# Optimization parameters srand(1) # reset seed of random number generator fevals = 20 # number of function evaluations batchsize = 20 # number of sources per iteration fvals = zeros(21) opt = Options(optimal_checkpointing = false) # set to true to enable checkpointing # Objective function for minConf library count = 0 function objective_function(x) model0.m = reshape(x, model0.n); # fwi function value and gradient i = randperm(dobs.nsrc)[1:batchsize] fval, grad = fwi_objective(model0, q[i], dobs[i]; options=opt) grad = reshape(grad, model0.n); grad[:, 1:21] = 0f0 # reset gradient in water column to 0. grad = .1f0*grad/maximum(abs.(grad)) # scale gradient for line search global count; count += 1; fvals[count] = fval return fval, vec(grad) end # FWI with SPG ProjBound(x) = median([mmin x mmax], 2) # Bound projection options = spg_options(verbose=3, maxIter=fevals, memory=3) x, fsave, funEvals= minConf_SPG(objective_function, vec(model0.m), ProjBound, options)
This example script can be run in parallel and requires roughly 220 MB of memory per source location. Execute the following code to generate figures of the initial model and the result, as well as the function values:
figure(); imshow(sqrt.(1./m0)'); title("Initial model") figure(); imshow(sqrt.(1./reshape(x, model0.n))'); title("FWI") figure(); plot(fvals); title("Function value")
Least squares reverse-time migration
JUDI includes matrix-free linear operators for modeling and linearized (Born) modeling, that let you write algorithms for migration that follow the mathematical notation of standard least squares problems. This example demonstrates how to use Julia Devito to perform least-squares reverse-time migration on the 2D Marmousi model. Start by downloading the test data set (1.1 GB) and the model:
run(`wget ftp://slim.eos.ubc.ca/data/SoftwareRelease/Imaging.jl/2DLSRTM/marmousi_2D.segy`) run(`wget ftp://slim.eos.ubc.ca/data/SoftwareRelease/Imaging.jl/2DLSRTM/marmousi_migration_velocity.h5`)
Once again, load the starting model and the data and set up the source wavelet. For this example, we use a Ricker wavelet with 30 Hertz peak frequency. For setting up matrix-free linear operators, an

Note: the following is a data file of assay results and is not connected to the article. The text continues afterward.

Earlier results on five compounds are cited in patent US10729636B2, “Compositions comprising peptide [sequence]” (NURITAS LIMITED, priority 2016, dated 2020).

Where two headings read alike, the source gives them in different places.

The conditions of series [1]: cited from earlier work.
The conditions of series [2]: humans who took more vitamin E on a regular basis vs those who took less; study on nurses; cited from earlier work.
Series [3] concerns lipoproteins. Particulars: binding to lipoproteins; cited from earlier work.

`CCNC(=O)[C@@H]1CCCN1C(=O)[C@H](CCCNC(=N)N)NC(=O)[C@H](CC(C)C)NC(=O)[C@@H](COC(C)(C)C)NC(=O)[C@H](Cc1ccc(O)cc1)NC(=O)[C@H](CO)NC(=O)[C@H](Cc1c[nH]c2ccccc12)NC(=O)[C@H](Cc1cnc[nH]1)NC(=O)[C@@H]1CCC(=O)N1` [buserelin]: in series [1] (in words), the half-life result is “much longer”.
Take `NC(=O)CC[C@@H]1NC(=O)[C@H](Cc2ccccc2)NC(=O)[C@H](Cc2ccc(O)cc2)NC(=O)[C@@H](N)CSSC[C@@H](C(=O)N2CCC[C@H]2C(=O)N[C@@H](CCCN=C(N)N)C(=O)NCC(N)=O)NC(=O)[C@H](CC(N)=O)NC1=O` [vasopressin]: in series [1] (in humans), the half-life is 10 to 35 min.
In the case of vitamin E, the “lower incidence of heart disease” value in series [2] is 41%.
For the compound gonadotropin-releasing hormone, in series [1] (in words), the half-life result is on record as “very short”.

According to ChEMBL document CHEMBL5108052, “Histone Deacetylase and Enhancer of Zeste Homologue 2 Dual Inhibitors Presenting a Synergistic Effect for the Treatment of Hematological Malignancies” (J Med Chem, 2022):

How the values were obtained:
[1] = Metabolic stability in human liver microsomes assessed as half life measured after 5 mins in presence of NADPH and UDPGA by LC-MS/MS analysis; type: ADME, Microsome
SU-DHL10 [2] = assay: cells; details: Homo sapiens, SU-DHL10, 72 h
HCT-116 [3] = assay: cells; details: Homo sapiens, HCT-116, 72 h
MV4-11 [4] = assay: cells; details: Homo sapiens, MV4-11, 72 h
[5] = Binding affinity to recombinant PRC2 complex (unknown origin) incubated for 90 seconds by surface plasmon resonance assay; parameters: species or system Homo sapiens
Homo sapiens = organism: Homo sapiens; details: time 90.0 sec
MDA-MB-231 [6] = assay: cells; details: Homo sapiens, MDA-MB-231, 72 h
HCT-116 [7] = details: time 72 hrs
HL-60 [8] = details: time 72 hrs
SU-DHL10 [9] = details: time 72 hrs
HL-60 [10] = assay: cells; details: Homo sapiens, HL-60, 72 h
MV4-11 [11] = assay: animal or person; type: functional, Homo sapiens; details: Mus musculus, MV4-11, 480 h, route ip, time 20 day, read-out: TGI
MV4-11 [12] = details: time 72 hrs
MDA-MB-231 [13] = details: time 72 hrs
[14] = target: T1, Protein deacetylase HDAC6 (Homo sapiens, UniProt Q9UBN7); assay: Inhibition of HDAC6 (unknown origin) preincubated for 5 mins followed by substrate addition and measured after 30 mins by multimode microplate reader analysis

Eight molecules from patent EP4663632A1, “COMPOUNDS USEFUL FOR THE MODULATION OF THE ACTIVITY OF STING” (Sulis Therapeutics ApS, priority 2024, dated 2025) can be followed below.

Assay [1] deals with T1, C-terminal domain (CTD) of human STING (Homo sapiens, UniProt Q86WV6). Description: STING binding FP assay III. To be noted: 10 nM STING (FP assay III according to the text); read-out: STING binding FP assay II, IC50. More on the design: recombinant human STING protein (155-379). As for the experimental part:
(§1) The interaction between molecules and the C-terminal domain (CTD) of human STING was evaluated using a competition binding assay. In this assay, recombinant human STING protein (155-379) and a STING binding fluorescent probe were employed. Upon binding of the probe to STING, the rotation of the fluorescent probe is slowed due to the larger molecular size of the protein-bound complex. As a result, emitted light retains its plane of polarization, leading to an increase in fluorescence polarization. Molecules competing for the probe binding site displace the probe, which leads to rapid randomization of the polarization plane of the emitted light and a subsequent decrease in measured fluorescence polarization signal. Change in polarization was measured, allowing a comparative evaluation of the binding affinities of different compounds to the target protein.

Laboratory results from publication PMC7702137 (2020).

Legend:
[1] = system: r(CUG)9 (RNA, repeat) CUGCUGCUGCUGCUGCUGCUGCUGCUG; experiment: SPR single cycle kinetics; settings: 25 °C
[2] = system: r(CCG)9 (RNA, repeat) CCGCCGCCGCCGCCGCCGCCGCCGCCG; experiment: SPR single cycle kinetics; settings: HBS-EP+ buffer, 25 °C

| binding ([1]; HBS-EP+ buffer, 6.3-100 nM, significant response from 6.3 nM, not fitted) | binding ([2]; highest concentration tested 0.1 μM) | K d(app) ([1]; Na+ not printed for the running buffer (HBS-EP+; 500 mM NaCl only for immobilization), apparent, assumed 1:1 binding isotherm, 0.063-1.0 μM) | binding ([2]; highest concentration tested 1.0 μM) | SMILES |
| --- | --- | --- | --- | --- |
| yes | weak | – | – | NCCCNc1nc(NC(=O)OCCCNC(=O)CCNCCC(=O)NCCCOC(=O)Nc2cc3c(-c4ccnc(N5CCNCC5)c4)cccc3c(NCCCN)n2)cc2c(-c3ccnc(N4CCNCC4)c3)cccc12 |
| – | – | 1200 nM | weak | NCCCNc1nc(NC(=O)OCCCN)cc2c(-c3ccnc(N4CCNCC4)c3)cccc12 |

info structure with the dimensions of the problem is required:
using PyPlot, HDF5, JUDI.TimeModeling, SeisIO # Load smooth migration velocity model n,d,o,m0 = read(h5open("marmousi_migration_velocity.h5","r"), "n", "d", "o", "m0") model0 = Model((n,n), (d,d), (o,o), m0) # Load data block = segy_read("marmousi_2D.segy") dD = judiVector(block) # Set up wavelet src_geometry = Geometry(block; key="source", segy_depth_key="SourceDepth") wavelet = ricker_wavelet(src_geometry.t,src_geometry.dt,0.03) # 30 Hz wavelet q = judiVector(src_geometry,wavelet) # Set up info structure ntComp = get_computational_nt(q.geometry,dD.geometry,model0) # no. of computational time steps info = Info(prod(model0.n),dD.nsrc,ntComp)
To speed up the convergence of our imaging example, we set up a basic preconditioner for each the model- and the data space, consisting of mutes to suppress the ocean-bottom reflection in the data and the source/receiver imprint in the image. The operator
J represents the linearized modeling operator and its adjoint
J' corresponds to the migration (RTM) operator. The forward and adjoint pair can be used for a basic LS-RTM example with (stochastic) gradient descent:
# Set up matrix-free linear operators opt = Options(optimal_checkpointing = false) # set to true to enable checkpointing F = judiModeling(info, model0, q.geometry, dD.geometry; options=opt) J = judiJacobian(F, q) # Right-hand preconditioners (model topmute) Mr = judiTopmute(model0.n, 42, 10) # mute up to grid point 42, with 10 point taper # Stochastic gradient x = zeros(Float32, info.n) # zero initial guess batchsize = 10 # use subset of 10 shots per iteration niter = 32 fval = zeros(Float32, niter) for j=1:niter println("Iteration: ", j) # Select batch and set up left-hand preconditioner i = randperm(dD.nsrc)[1:batchsize] Ml = judiMarineTopmute2D(30, dD[i].geometry) # data topmute starting at time sample 30 # Compute residual and gradient r = Ml*J[i]*Mr*x - Ml*dD[i] g = Mr'*J[i]'*Ml'*r # Step size and update variable fval[j] = .5*norm(r)^2 t = norm(r)^2/norm(g)^2 x -= t*g end
If you use our software for your research, please cite us using the following references:
Philipp A. Witte, Mathias Louboutin, Navjot Kukreja, Fabio Luporini, Michael Lange, Gerard J. Gorman and Felix J. Herrmann. A large-scale framework for symbolic implementations of seismic inversion algorithms in Julia. Submitted to GEOPHYSICS. 2018. https://www.slim.eos.ubc.ca/content/large-scale-framework-symbolic-implementations-seismic-inversion-algorithms-julia
Mathias Louboutin, Michael Lange, Fabio Luporini, Navjot Kukreja, Philipp A. Witte, Felix J. Herrmann, Paulius Velesko and Gerard J. Gorman. Devito: An embedded domain-specific language for finite differences and geophysical exploration. Submitted to Geoscientific Model Development. 2018. https://arxiv.org/abs/1808.01995.
Fabio Luporini, Michael Lange, Mathias Louboutin, Najvot Kukreja, Jan Hueckelheim, Charles Yount, Philipp A. Witte, Paul H. J. Kelly, Gerard J. Gorman and Felix J. Herrmann. Architecture and performance of Devito, a system for automated stencil computation. Submitted to SIAM Journal on Scientific Computing. 2018. https://arxiv.org/abs/1807.03032.
Also visit the Devito homepage at https://www.devitoproject.org/publications for more information and references.